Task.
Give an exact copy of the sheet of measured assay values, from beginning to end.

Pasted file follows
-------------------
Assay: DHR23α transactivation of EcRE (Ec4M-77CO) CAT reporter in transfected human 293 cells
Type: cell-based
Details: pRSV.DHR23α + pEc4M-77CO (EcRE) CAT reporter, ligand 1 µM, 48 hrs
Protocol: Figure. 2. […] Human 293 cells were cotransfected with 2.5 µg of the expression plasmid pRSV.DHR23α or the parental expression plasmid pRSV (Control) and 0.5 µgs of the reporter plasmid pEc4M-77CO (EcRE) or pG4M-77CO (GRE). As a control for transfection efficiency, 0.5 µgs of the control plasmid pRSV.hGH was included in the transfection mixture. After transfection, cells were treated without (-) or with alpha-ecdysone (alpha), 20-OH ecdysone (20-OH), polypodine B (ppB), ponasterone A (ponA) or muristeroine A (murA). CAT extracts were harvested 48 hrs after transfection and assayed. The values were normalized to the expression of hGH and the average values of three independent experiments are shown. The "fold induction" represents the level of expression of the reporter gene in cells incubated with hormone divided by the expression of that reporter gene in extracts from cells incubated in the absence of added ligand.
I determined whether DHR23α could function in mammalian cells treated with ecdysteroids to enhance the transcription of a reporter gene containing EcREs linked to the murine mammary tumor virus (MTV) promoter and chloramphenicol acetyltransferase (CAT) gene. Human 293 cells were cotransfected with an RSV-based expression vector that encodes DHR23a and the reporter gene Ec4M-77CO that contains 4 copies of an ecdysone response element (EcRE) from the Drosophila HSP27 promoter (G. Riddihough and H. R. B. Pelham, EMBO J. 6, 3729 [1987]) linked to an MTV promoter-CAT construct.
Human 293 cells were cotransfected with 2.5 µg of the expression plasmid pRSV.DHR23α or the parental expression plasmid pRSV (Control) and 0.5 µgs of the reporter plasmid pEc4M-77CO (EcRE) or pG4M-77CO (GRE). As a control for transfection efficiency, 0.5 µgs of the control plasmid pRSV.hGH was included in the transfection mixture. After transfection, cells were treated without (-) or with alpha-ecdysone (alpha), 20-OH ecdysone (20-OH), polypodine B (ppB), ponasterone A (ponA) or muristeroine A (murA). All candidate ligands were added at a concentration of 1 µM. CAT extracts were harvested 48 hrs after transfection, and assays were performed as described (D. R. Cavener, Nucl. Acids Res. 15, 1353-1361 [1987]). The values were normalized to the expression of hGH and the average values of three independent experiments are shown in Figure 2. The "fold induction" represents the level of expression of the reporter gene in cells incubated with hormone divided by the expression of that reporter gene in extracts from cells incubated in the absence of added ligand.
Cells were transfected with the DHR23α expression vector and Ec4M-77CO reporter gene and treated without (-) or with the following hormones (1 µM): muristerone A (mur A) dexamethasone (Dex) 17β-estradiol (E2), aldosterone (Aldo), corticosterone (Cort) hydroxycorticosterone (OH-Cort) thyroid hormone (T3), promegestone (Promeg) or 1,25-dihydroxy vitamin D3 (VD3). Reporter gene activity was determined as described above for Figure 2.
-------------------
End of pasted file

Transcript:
Assay: DHR23α transactivation of EcRE (Ec4M-77CO) CAT reporter in transfected human 293 cells
Type: cell-based
Details: pRSV.DHR23α + pEc4M-77CO (EcRE) CAT reporter, ligand 1 µM, 48 hrs
Protocol: Figure. 2. […] Human 293 cells were cotransfected with 2.5 µg of the expression plasmid pRSV.DHR23α or the parental expression plasmid pRSV (Control) and 0.5 µgs of the reporter plasmid pEc4M-77CO (EcRE) or pG4M-77CO (GRE). As a control for transfection efficiency, 0.5 µgs of the control plasmid pRSV.hGH was included in the transfection mixture. After transfection, cells were treated without (-) or with alpha-ecdysone (alpha), 20-OH ecdysone (20-OH), polypodine B (ppB), ponasterone A (ponA) or muristeroine A (murA). CAT extracts were harvested 48 hrs after transfection and assayed. The values were normalized to the expression of hGH and the average values of three independent experiments are shown. The "fold induction" represents the level of expression of the reporter gene in cells incubated with hormone divided by the expression of that reporter gene in extracts from cells incubated in the absence of added ligand.
I determined whether DHR23α could function in mammalian cells treated with ecdysteroids to enhance the transcription of a reporter gene containing EcREs linked to the murine mammary tumor virus (MTV) promoter and chloramphenicol acetyltransferase (CAT) gene. Human 293 cells were cotransfected with an RSV-based expression vector that encodes DHR23a and the reporter gene Ec4M-77CO that contains 4 copies of an ecdysone response element (EcRE) from the Drosophila HSP27 promoter (G. Riddihough and H. R. B. Pelham, EMBO J. 6, 3729 [1987]) linked to an MTV promoter-CAT construct.
Human 293 cells were cotransfected with 2.5 µg of the expression plasmid pRSV.DHR23α or the parental expression plasmid pRSV (Control) and 0.5 µgs of the reporter plasmid pEc4M-77CO (EcRE) or pG4M-77CO (GRE). As a control for transfection efficiency, 0.5 µgs of the control plasmid pRSV.hGH was included in the transfection mixture. After transfection, cells were treated without (-) or with alpha-ecdysone (alpha), 20-OH ecdysone (20-OH), polypodine B (ppB), ponasterone A (ponA) or muristeroine A (murA). All candidate ligands were added at a concentration of 1 µM. CAT extracts were harvested 48 hrs after transfection, and assays were performed as described (D. R. Cavener, Nucl. Acids Res. 15, 1353-1361 [1987]). The values were normalized to the expression of hGH and the average values of three independent experiments are shown in Figure 2. The "fold induction" represents the level of expression of the reporter gene in cells incubated with hormone divided by the expression of that reporter gene in extracts from cells incubated in the absence of added ligand.
Cells were transfected with the DHR23α expression vector and Ec4M-77CO reporter gene and treated without (-) or with the following hormones (1 µM): muristerone A (mur A) dexamethasone (Dex) 17β-estradiol (E2), aldosterone (Aldo), corticosterone (Cort) hydroxycorticosterone (OH-Cort) thyroid hormone (T3), promegestone (Promeg) or 1,25-dihydroxy vitamin D3 (VD3). Reporter gene activity was determined as described above for Figure 2.